When Kybella was launched in the US, the hype around it was immense. On its website, it says that KYBELLA ® (deoxycholic acid) injection is indicated for improvement in the appearance of moderate to severe convexity or fullness associated with submental fat in adults. At the time of its arrival, it was only approved for the submental fat or double chin area but even from the beginning, there were murmurs about what Kybella could be used for eventually. While there are no approved uses of Kybella on other areas of the body, there are plenty of off-label uses that are gaining some attention from injectors and their patients.
Kybella is currently used on the neck, or the double chin region, a portion of the body that previously could only be treated with liposuction or other surgical tucks. Because of it’s fat dissolving properties, some experienced doctors and injectors are beginning to experiment with the effects of Kybella in other “fatty” areas. Some have found that injecting Kybella around the “love handles,” the “saddlebags” or the area around the waist, and the superficial fat on the anterior abdomen can yield potential positive results in their patients. Other areas of treatment include the armpit pooches and back fat including the bra bulge.
For off-label use of Kybella, it is important to have the right patient with the right body weight. It’s typically for people who are almost at their ideal weight but are having trouble eliminating fat in problem areas, not matter how much the exercise or no matter what they eat.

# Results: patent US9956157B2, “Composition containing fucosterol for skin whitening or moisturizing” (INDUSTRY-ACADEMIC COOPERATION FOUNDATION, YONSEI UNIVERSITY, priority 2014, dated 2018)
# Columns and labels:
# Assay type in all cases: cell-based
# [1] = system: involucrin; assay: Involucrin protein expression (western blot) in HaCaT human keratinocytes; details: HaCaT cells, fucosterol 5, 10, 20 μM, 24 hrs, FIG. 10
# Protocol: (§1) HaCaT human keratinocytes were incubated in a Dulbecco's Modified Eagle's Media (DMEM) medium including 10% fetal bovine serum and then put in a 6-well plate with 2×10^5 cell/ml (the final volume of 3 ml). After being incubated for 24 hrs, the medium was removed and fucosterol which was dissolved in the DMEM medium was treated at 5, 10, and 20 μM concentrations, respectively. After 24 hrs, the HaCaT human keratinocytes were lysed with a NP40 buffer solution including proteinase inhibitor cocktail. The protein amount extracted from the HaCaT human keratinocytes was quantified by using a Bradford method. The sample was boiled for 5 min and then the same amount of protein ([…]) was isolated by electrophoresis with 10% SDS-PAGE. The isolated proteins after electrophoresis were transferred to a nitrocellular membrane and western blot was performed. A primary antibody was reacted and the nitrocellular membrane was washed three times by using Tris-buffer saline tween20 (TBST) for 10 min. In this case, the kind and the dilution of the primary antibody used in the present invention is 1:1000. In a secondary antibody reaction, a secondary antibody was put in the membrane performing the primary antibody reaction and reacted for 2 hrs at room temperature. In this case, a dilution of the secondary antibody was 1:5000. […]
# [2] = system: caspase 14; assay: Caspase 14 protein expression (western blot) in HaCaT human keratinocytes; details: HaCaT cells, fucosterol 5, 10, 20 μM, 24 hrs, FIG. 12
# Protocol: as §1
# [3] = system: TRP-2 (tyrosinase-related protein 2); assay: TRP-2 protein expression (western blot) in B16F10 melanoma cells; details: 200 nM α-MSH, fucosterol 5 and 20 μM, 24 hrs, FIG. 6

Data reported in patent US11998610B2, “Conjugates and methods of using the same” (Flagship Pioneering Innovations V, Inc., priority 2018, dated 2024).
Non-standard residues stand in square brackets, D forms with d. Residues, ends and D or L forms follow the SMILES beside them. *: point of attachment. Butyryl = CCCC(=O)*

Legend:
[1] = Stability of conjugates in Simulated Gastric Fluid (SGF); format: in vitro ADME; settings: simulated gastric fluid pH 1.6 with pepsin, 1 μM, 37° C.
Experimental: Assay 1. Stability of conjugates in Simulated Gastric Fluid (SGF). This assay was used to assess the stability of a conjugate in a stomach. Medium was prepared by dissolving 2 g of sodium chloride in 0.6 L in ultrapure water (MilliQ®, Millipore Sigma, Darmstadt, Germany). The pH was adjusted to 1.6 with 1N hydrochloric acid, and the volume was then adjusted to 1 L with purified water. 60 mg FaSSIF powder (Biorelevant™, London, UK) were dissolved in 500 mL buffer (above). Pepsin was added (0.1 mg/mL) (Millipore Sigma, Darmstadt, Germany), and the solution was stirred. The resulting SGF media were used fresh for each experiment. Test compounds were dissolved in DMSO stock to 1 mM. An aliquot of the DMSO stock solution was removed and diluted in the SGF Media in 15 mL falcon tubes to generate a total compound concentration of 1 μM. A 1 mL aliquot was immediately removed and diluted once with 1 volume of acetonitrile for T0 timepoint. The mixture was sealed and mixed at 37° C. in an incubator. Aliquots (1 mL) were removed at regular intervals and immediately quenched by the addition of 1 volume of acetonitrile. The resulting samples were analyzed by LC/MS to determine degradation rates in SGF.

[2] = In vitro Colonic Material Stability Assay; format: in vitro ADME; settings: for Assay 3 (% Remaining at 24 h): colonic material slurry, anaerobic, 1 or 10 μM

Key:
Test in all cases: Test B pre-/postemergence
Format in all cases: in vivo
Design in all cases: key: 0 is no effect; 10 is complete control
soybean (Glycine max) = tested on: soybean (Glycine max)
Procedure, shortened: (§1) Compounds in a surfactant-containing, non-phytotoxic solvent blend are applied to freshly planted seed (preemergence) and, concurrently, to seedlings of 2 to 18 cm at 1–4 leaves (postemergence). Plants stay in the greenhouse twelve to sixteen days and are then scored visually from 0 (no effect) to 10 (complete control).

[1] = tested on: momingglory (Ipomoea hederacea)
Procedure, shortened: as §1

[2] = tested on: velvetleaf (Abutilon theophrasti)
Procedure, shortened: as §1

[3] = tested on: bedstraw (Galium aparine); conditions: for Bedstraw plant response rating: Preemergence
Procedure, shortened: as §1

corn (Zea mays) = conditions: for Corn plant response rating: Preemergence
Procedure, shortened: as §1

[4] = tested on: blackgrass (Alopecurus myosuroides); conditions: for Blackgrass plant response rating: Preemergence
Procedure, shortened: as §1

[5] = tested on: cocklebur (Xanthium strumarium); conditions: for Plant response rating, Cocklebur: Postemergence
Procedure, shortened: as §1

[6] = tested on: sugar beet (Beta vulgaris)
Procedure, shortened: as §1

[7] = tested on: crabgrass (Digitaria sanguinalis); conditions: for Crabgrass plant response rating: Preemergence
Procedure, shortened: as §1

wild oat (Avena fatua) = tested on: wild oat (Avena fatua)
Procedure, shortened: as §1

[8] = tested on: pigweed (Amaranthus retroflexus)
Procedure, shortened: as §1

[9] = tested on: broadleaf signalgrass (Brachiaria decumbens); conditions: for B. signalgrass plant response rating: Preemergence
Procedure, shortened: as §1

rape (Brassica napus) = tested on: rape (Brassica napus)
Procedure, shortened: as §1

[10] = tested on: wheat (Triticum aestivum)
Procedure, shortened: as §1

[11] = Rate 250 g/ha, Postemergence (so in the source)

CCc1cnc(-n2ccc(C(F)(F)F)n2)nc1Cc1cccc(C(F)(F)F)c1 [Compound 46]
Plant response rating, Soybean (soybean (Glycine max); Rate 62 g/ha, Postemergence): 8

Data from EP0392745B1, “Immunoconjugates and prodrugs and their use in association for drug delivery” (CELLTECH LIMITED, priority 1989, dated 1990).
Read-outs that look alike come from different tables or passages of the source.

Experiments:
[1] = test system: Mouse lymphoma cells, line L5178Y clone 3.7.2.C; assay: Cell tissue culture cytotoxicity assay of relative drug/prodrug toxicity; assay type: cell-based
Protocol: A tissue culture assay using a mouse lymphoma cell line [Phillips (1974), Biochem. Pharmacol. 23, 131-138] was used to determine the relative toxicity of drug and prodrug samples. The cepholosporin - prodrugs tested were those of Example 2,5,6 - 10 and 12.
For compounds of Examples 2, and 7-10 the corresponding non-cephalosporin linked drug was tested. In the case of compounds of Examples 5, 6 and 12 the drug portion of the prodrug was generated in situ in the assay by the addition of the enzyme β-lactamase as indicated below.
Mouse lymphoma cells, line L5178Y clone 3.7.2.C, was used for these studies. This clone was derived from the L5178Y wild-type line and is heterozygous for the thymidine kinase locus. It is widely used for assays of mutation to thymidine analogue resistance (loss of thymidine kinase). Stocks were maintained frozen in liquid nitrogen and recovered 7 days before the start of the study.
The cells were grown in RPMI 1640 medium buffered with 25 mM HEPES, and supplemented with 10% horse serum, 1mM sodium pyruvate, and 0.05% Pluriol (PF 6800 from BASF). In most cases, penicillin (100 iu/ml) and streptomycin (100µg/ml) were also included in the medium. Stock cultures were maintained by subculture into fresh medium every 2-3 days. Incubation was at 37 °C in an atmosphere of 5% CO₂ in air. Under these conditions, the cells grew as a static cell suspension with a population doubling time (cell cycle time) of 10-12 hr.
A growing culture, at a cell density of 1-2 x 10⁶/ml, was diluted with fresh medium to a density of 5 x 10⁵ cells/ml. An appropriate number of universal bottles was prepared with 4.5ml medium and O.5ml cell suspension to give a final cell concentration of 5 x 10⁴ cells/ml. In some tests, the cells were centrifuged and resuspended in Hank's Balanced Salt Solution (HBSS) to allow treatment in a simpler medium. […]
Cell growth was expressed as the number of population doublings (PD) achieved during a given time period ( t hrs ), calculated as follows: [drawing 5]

The downside to using Kybella for the treatment of fat in other areas of the body is that it requires multiple treatments, and can get expensive. Not to mention, because the use of Kybella in other areas is not FDA approved, there are risks involved, especially if the patient has an adverse effect.The patient needs to be aware that this is an “off-label” use and the consent form should indicate this as well. Injectors should check with their liability insurance before administering Kybella in other areas. While many professionals have found the use of Kybella to help smooth out these small contour irregularities on the body, it is important to fully understand the treatment, potential effects, outcomes, and timeline.
Many experienced doctors and professionals are experimenting with off-label use of Kybella and recording their data to bring to the FDA. This will hopefully lead to an FDA approval of Kybella in other areas besides the neck. The potential for its greater use could be very beneficial for injectors and their patients.